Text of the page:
For their first holiday as a couple in 17 years, Chris Mosler and her husband Huw set sail on an Eastern Med cruise – and came back new
I’m walking through the narrow, winding streets of Mykonos, and the bright pink bougainvillea against the white walls and blue- shuttered windows of shops and houses looks too perfect to be real. Each corner brings a new delight: a taverna with gingham tablecloths, an olive tree shading an inviting courtyard or an art gallery offering a cool retreat.
From the top of the hill the whole town is laid out before me, gleaming brightest white against the bluest sea; out in the bay the ship we have been calling home for the last week is at anchor. Not for the first time on this adventure I feel like I am on a film set. I can’t help myself and I burst into a medley of songs from Mamma Mia. It’s a good job none of my teenage children are with me.
Mykonos was our last port of call after a week at sea on Princess Cruises’ Island Princess. When my husband, Huw, and I boarded in Venice we were slightly nervous cruise virgins; by day six we were cruise converts who were contemplating barricading ourselves in our stateroom and refusing to leave. We have never had a ‘holiday’ together as such, always choosing to self cater with our four children. I am also used to being the organiser, so I think it took me about five minutes to sink into the delights of being looked after. Our well-appointed stateroom had been carefully prepared by Maurius, who was also on his first cruise and almost as excited as we were. The enormous bed with Egyptian cotton linen looked very inviting, as did the chocolate strawberries and Champagne.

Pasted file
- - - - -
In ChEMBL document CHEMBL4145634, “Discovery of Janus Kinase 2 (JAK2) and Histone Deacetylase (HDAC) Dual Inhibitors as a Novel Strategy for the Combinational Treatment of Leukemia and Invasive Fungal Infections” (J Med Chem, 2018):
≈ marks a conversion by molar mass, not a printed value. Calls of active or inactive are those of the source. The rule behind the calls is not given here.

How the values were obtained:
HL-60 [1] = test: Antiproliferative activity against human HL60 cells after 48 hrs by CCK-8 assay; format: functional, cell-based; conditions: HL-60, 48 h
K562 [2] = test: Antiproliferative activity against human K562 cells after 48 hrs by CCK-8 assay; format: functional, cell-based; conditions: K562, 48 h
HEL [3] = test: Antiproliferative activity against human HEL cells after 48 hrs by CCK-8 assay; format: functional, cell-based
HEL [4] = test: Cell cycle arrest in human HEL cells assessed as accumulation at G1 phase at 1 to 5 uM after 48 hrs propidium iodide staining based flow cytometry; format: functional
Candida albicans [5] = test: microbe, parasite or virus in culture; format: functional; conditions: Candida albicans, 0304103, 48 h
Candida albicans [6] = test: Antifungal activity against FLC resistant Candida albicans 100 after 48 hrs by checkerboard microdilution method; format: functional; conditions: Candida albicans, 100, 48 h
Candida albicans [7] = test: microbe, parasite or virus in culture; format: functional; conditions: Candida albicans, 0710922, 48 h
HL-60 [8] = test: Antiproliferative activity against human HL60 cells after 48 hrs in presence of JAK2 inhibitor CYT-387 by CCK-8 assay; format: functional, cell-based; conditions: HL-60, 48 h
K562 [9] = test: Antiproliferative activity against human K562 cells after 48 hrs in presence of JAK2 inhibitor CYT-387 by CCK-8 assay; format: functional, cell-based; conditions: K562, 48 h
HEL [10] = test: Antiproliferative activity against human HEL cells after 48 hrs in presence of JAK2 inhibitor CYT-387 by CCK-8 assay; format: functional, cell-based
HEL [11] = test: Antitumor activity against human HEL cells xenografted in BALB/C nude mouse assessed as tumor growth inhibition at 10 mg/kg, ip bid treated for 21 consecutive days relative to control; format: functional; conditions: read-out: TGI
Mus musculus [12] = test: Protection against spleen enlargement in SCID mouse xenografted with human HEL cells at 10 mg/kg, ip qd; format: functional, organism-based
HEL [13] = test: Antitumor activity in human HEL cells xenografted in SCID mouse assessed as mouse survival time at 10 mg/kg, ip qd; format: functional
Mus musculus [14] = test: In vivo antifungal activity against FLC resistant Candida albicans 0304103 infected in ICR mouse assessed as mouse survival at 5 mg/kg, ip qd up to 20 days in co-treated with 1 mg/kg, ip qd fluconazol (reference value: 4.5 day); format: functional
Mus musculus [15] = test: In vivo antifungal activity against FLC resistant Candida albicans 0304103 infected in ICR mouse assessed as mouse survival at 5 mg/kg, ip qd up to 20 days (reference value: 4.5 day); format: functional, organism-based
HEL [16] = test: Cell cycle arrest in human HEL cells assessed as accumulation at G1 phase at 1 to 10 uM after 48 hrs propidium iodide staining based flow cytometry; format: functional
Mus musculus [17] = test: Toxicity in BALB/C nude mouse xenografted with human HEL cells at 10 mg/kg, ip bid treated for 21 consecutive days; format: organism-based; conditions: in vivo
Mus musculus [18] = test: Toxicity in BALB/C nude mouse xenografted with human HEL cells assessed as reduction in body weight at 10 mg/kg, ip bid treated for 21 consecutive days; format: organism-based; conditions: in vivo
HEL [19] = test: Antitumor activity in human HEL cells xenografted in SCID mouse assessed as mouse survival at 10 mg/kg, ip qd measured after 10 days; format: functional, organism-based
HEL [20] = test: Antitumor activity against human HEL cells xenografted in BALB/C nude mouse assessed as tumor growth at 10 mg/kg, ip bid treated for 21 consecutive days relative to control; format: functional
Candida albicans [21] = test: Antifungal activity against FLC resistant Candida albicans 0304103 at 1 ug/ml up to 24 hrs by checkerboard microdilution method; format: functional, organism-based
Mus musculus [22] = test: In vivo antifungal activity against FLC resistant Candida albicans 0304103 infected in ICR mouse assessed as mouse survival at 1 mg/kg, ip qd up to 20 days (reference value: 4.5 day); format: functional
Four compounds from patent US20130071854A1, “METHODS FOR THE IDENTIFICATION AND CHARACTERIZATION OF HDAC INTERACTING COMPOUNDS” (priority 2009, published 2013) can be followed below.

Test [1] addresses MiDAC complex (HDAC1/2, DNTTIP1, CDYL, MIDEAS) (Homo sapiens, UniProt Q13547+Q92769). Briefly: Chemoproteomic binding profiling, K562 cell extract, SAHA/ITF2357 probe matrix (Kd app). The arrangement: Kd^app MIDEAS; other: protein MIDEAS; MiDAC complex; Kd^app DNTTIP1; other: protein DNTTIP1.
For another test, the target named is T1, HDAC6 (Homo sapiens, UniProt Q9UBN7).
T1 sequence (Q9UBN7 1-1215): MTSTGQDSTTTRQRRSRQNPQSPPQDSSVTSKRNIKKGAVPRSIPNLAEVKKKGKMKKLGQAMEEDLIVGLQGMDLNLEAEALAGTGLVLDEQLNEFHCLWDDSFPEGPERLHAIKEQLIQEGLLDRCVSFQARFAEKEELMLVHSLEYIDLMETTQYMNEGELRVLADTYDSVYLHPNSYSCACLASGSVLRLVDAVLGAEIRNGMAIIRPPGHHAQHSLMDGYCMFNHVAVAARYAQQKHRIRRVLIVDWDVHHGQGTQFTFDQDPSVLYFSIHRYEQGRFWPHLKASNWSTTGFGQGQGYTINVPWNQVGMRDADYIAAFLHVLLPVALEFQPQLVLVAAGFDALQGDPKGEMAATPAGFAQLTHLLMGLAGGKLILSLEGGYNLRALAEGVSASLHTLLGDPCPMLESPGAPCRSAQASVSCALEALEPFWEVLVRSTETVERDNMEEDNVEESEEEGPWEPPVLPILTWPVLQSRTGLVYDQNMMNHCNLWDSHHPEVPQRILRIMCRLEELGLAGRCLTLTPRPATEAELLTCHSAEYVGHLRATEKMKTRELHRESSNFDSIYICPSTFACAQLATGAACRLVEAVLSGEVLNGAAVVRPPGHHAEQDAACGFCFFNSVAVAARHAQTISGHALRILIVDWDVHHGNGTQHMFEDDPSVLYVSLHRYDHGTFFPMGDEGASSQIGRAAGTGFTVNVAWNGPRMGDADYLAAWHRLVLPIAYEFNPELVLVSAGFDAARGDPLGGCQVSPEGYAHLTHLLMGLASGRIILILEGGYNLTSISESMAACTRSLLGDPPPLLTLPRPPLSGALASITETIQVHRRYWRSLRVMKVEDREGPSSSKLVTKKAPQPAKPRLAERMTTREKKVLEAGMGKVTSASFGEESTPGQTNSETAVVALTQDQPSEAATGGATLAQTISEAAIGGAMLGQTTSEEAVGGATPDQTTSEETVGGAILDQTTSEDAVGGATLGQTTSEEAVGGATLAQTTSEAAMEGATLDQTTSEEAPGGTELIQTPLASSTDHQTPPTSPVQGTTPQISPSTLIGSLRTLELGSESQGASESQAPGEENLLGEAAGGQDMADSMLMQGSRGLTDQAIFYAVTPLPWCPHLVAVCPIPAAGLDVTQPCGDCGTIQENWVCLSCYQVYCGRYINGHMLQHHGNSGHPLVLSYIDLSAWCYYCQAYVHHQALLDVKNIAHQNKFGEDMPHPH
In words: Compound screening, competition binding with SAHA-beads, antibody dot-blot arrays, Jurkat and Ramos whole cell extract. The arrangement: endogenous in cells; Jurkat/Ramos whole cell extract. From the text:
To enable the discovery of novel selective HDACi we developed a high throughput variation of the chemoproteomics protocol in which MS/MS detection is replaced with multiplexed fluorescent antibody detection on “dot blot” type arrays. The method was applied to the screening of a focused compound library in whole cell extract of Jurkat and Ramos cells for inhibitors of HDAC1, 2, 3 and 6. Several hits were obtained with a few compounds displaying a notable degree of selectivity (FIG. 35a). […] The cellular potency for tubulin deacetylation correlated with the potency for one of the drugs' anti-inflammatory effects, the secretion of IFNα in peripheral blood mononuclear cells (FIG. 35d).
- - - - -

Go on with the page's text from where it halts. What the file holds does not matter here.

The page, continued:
Unpacking and hanging our clothes in the generous hanging space made me pause for thought – I wouldn’t be packing it all up again until we reached Greece.
A Martini in Crooner’s Bar, overlooking the astonishing three storey Atrium with its glass lifts and sparkle, followed by a trip across to Venice by water taxi, and I began to feel like an extra in a Bond film. The sights and sounds of Venice on an early summer evening were intoxicating; gondoliers plying their trade, Piazza San Marco (St Mark’s Square) buzzing with life, the sound of violins drifting on the air and all around me the sheer beauty of the city. We ate dinner in 300-year-old Ristorante Antico Martini and watched elegant Venetians spilling out of a performance of Madame Butterfly at Teatro La Fenice next door. As we strolled back to catch our water taxi to the ship I could feel all the cares of our working lives drifting away.
The next morning saw us sitting on our balcony eating fresh croissants and sipping tea, contemplating a trip to Venice in the rain. Many of our fellow passengers were zooming off on organised tours to visit the Murano Glass Factory or to take a gondola ride to the Doge’s Palace in the Piazza San Marco but we opted to spend the morning just meandering.
A rainy Venice was still breathtakingly beautiful and we dipped our toes into the busyness of St Marks’ and the Rialto Bridge before diving into the back streets and strolling along the small canals, eating pizza by the slice and taking shelter inside ancient churches. We were fascinated by the hubbub of daily life on the waterways. Ambulance, police and fireboats whizzed by, rubbish boats with onboard cranes ensured that the streets and canals remained relatively litter free, postal workers delivered the mail by boat and, of course, the gondoliers were cheerfully ferrying passengers around.
Back on board we snatched a quick game of table tennis before heading to the topmost deck of Island Princess for a glass of Champagne and enjoy the departure. Seeing Venice from 15 decks up was awe-inspiring; hundreds of years of history laid out before us as we sailed down the Grand Canal.